Abstract Title:

Effect of chest X-rays on the risk of breast cancer among BRCA1/2 mutation carriers in the international BRCA1/2 carrier cohort study: a report from the EMBRACE, GENEPSO, GEO-HEBON, and IBCCS Collaborators' Group.

Abstract Source:

J Clin Oncol. 2006 Jul 20;24(21):3361-6. Epub 2006 Jun 26. PMID: 16801631

Abstract Author(s):

Nadine Andrieu, Douglas F Easton, Jenny Chang-Claude, Matti A Rookus, Richard Brohet, Elisabeth Cardis, Antonis C Antoniou, Teresa Wagner, Jacques Simard, Gareth Evans, Susan Peock, Jean-Pierre Fricker, Catherine Nogues, Laura Van't Veer, Flora E Van Leeuwen, David E Goldgar

Article Affiliation:

Institut National de la Santé et de la Recherche Médicale Emi00-06, Paris, France.


PURPOSE: Women who carry germline mutations in the BRCA1 and BRCA2 genes are at greatly increased risk of breast cancer (BC). Numerous studies have shown that moderate to high doses of ionizing radiation are a risk factor for BC. Because of the role of the BRCA proteins in DNA repair, we hypothesized that BRCA carriers might be more sensitive to ionizing radiation than women in the general population. PATIENTS AND METHODS: A retrospective cohort study of 1,601 female BRCA1/2 carriers was performed. Risk of breast cancer from exposure to chest x-rays, as assessed by questionnaire data, was analyzed using a weighted Cox proportional hazards model. RESULTS: In this cohort, any reported exposure to chest x-rays was associated with an increased risk of BC (hazard ratio [HR] = 1.54; P = .007). This risk was increased in carrier women aged 40 years and younger (HR = 1.97; P<.001) and in women born after 1949 (HR = 2.56; P<.001), particularly those exposed only before the age of 20 years (HR = 4.64; P<.001). CONCLUSION: In our series of BRCA carriers, we detected a relatively large effect on BC risk with a level of radiation exposure that is at least an order of magnitude lower than in previously studied medical radiation-exposed cohorts. Although part of this increase may be attributable to recall bias, the observed patterns of risk in terms of age at exposure and attained age are consistent with those found in previous studies. If confirmed, the results have important implications for the use of x-ray imaging in young BRCA1/2 carriers.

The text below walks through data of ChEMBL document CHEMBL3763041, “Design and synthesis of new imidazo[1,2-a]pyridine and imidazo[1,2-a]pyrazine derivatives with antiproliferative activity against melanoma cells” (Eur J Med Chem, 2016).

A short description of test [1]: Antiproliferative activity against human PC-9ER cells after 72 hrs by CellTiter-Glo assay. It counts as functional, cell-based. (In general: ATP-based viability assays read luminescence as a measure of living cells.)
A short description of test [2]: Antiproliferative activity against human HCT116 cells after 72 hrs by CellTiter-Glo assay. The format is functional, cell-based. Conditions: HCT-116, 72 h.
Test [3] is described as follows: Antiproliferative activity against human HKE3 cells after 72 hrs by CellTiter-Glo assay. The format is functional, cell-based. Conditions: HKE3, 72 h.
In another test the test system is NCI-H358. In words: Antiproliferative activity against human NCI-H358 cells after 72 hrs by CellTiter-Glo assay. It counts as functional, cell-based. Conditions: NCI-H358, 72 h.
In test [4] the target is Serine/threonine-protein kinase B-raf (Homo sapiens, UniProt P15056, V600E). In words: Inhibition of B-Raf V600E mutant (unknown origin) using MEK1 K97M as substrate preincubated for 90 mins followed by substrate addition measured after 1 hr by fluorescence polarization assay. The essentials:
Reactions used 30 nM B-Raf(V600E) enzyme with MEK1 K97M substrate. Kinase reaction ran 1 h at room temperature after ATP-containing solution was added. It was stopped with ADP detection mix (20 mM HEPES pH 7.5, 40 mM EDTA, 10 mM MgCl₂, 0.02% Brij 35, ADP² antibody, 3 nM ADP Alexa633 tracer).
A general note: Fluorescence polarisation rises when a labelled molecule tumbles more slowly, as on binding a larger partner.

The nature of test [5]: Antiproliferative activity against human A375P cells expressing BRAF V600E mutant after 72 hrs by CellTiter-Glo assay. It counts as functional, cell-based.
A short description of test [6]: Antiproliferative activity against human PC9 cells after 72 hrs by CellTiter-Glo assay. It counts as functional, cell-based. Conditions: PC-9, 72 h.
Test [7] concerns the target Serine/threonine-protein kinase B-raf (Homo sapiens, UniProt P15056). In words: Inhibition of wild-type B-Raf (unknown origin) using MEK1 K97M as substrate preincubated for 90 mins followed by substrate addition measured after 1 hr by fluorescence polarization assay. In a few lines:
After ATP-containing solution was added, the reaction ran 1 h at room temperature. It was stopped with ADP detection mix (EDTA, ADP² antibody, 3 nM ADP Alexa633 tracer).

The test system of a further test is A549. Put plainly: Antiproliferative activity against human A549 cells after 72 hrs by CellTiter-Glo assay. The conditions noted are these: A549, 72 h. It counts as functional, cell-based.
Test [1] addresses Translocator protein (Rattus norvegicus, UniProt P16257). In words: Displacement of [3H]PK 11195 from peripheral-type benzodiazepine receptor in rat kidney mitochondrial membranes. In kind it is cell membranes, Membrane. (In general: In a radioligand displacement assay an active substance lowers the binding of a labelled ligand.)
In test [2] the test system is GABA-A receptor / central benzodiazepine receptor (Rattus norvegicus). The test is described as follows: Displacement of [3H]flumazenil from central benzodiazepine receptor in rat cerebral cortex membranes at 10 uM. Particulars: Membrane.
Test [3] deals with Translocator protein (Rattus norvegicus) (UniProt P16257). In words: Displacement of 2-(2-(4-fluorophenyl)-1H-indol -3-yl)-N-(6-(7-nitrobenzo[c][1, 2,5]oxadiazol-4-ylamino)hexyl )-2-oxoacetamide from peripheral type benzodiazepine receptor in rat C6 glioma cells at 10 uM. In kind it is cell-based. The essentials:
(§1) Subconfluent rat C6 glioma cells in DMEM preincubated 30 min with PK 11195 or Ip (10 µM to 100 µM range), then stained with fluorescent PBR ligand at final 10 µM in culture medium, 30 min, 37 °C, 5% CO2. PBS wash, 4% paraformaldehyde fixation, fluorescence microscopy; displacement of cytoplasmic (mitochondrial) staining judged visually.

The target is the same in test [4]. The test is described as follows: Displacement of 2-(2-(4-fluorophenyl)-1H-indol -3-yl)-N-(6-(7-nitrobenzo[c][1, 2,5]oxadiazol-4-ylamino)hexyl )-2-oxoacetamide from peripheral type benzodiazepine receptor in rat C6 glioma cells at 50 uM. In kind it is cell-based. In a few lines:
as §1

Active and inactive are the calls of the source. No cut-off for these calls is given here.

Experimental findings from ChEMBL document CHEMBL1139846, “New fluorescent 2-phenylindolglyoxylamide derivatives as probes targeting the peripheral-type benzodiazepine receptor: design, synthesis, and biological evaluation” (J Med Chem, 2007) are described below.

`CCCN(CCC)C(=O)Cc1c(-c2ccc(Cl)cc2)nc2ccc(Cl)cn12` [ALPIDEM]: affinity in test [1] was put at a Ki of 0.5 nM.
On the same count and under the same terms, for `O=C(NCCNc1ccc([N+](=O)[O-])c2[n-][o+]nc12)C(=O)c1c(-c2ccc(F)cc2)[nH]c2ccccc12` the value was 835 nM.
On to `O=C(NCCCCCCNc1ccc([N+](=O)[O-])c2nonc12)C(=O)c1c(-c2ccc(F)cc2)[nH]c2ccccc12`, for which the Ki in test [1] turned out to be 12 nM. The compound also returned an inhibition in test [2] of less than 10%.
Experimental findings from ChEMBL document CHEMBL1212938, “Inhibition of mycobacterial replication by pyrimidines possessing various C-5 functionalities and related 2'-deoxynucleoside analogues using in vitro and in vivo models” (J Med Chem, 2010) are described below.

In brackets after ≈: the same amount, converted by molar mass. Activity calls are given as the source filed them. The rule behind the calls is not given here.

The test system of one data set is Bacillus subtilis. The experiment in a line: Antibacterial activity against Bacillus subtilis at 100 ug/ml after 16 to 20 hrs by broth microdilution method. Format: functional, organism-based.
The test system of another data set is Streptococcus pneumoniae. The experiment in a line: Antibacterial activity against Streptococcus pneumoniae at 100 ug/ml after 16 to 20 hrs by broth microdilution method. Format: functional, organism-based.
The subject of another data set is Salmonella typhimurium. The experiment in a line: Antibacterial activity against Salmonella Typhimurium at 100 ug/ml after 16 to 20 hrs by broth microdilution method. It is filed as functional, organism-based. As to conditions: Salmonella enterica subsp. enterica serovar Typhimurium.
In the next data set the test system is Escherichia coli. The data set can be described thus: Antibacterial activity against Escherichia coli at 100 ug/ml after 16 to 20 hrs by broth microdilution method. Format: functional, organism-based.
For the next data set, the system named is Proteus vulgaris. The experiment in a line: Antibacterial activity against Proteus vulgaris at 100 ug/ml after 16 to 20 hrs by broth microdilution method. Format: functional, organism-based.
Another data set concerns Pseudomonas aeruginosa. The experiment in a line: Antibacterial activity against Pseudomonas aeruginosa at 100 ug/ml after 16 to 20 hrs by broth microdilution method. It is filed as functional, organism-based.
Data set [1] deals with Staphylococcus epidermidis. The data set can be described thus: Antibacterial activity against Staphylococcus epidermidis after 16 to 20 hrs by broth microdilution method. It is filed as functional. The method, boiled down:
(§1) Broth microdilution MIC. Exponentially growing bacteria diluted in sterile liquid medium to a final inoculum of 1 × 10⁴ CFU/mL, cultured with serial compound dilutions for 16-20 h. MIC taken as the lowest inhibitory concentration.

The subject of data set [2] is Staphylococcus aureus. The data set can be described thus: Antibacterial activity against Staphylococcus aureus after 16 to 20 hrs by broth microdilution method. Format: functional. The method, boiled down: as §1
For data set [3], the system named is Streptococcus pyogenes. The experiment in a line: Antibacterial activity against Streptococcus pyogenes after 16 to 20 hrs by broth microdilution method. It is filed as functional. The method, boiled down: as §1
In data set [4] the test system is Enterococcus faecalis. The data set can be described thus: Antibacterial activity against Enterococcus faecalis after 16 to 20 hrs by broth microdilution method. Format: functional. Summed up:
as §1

Study Type : Human Study

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